Sonnet 88: Trees
There is never a sight more beautiful
Or so amazing than that of a tree,
In summer with branches and leaves so full
With gently swaying boughs for all to see.
Sure footed roots set so deep in the earth
Where wriggly worms and microbes do dwell
To branches where robins nest and give birth,
Oh how these trees have some stories to tell.
In spring comes gentle rain over the ground
And summer’s heat offers shade from the sun
Autumn leaves see such beauty to be found
And deep winter’s snow can be so much fun.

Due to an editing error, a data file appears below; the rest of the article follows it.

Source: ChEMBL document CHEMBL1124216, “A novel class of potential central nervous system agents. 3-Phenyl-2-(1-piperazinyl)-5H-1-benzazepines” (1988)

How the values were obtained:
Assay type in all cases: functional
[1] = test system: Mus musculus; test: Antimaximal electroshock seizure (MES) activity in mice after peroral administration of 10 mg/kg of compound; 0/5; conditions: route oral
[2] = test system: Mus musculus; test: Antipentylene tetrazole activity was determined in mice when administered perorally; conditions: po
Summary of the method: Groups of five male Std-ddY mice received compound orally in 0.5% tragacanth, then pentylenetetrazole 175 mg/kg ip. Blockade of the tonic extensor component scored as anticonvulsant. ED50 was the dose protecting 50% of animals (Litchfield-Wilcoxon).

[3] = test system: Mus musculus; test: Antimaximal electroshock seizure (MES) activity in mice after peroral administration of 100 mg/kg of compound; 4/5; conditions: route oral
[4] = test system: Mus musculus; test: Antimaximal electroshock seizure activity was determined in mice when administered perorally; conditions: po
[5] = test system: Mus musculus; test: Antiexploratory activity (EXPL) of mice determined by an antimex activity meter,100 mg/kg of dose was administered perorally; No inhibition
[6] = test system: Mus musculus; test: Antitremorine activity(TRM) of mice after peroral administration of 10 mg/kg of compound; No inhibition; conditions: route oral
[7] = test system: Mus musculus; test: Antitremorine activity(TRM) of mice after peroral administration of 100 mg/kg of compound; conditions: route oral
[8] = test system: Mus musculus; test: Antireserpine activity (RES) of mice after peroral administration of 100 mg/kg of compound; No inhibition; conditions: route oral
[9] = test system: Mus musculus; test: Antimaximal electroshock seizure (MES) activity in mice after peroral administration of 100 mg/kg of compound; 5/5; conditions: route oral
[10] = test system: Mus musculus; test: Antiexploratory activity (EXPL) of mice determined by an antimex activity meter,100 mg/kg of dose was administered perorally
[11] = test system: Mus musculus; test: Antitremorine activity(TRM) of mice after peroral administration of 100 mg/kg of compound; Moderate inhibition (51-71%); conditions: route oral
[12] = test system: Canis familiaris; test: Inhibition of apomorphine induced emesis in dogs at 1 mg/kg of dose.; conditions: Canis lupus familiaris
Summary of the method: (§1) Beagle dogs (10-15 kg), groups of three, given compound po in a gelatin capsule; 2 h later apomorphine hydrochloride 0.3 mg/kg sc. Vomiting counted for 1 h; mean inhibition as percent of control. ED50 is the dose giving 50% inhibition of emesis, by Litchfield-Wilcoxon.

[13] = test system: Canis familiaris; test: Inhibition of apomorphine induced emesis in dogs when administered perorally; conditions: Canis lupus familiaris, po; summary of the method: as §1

Trees are the earth’s lungs, not to be destroyed
They’re to be gazed in wonder and enjoyed.
Read this poem in other languages
This poem has not been translated into any other language yet.
Comments about this poem (Sonnet 88: Trees by David Wood )
Did you read them?
- See the fishes, hasmukh amathalal
- Two Become One, Loide V Augustinus
- Your Sweetness, Loide V Augustinus
- Why do you mock at my love, Nalini Chaturvedi
- Drifting Away, Loide V Augustinus
- The Eminent Reign, kyvin nash
- If you failed to, gajanan mishra
- The Dream Catcher, Dexsta Ray
- Father Bird, Enebeli Prada
- Obsessions and Complusions, Nick Kler